Social media brings the Black Lives Matter movement into focus.
June 3, 2020
If I were to open Instagram, Snapchat, Twitter, or Facebook right now, I can guarantee it would take me less than five seconds to see a post about the Black Lives Matter (BLM) movement and police brutality. My own Instagram story would probably have two or three posts about how to demand justice for George Floyd or the detrimental effects of neutrality. Now, in 2020, I am seeing the largest and most diverse group of people fighting for African American lives—more than ever before. Protests have emerged in major cities across the US, and while there are many who do not support those that turn to violence, we can all agree that the nation is uncomfortable.
Social media is fueling this spark in activism, as more and more footage of everyday racism is released, and other races are finally beginning to understand what Will Smith meant in 2016 when he said, “Racism is not getting worse, it’s getting filmed.” Technology allows us to use film and photography to show the world the truth. We see injustice and photograph it with the sole purpose of making whoever sees it feel uncomfortable enough to react. This is one of the greatest differences between the BLM and the Civil Rights Movements–the moment something happens, we now have the power to take a photo that can trigger emotions from thousands of people in mere seconds.
This newfound ease with which one can make a change is why I, an African American student, made the decision to get involved. After visiting my grandmother in Queens on May 30, I asked my dad if we could drive through Times Square on the way home. I said I wanted to see for myself what quarantine-ghost-town-Times-Square looked like, but truthfully I wanted to find a protest and capture its power in a photograph. This was hours before demonstrators took to the streets of Manhattan. According to the New York Times, later that day “crowds of protesters holding signs and chanting slogans made their way through Harlem, the East Village, Times Square, Columbus Circle, Jackson Heights in Queens, the Flatbush section of Brooklyn and portions of the Bronx and Staten Island.” Many of the protests turned violent and there were over 300 arrests.
We didn’t notice anything going on until we were heading north up the West Side Highway, approaching the 125th St exit. For one, it was the first time we hit bumper-to-bumper traffic. There were only bikes on the southbound West Side Highway, which confused us as it was the middle of a Saturday afternoon.
All of a sudden, there was a man on a bike in the middle of the highway. He was stopping some cars and motioning others, my dad’s car included, to exit the highway. Then, a wave of hundreds behind him marching south on the northbound side appeared and I knew I had found what I was looking for.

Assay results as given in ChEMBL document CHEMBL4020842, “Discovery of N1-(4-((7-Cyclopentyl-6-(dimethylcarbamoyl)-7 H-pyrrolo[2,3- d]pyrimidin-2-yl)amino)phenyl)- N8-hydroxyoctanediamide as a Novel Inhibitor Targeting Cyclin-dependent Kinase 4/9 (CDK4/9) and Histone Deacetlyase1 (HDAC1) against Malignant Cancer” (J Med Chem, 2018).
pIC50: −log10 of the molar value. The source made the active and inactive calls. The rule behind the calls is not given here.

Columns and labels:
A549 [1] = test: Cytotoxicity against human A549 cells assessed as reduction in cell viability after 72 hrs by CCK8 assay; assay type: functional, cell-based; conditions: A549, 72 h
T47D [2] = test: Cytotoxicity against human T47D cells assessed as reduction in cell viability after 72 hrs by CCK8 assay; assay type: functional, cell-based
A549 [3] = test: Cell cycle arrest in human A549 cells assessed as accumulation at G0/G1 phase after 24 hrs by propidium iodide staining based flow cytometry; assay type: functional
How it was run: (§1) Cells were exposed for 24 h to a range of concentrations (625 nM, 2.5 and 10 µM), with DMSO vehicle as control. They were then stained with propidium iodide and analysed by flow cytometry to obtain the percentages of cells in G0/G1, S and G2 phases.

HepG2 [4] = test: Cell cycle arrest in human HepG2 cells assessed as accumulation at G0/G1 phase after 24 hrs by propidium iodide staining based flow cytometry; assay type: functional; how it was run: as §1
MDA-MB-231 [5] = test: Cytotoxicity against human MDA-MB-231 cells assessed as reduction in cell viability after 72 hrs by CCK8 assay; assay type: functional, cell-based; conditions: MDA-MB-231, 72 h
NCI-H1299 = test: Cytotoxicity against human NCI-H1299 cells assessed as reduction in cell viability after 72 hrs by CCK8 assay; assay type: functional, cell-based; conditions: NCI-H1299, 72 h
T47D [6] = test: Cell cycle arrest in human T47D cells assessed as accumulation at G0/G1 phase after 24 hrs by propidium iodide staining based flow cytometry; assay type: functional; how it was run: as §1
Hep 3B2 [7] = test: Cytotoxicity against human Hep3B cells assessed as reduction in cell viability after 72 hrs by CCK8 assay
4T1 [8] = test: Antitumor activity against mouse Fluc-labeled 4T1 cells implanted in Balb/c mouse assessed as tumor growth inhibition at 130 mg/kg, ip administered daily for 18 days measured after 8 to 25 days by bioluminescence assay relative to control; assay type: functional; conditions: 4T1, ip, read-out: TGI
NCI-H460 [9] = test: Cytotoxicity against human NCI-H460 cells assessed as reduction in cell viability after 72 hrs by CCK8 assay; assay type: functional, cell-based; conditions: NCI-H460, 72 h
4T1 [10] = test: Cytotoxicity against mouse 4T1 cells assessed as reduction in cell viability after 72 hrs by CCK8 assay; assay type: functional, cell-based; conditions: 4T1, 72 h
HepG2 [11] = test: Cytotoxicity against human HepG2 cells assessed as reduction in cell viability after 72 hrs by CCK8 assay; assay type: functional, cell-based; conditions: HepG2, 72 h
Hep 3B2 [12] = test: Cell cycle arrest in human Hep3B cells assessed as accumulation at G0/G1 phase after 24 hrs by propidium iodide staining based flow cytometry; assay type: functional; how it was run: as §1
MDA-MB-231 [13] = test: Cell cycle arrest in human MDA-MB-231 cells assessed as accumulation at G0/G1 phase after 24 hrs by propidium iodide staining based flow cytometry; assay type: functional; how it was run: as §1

I immediately stood up, opened the sunroof, half-climbed on our moving car, and started filming. There were trees blocking my view, but a section of the crowd had turned around and was following the few cars they had directed off the exit. There were no police on-site at the time and hundreds of chants could be heard up and down the West Side Highway. They had successfully shut it down.
The sound of the chants died down by the time we got off of the exit and turned on 125th St and 12th Ave under the elevated highway, where multiple precincts had gotten wind of the protestors. Overhead, an NBC helicopter headed in the direction we had just left. I started taking pictures again as police vans pulled up and blocked off both the southbound and northbound entrance to the West Side Highway, paying close attention to the officers’ mannerisms and stances.
Looking back at the photos and videos I took–which were scarce due to the speed at which our vehicle was redirected–there is one in particular that I can’t stop staring at. I had captured both men and women, white and black, marching and chanting together for one singular cause. But in the lower-left section, I noticed a man looking directly at the camera of my phone… as if he could see me. The determined yet uncomfortable look on his face speaks volumes. It’s as if he were asking me, “What are you going to do about it?”
His look made me feel like I was not doing enough. In a society that racially profiles, kills without reason, and threatens the future of our children, it is now the responsibility of me and my generation to organize protests and demonstrations with the sole purpose of making onlookers feel uncomfortable enough to not only take out their cameras and show the world but also to act themselves.
Next time I will be out among the protestors, capturing the uncomfortable faces of those seeking justice and seeking it myself.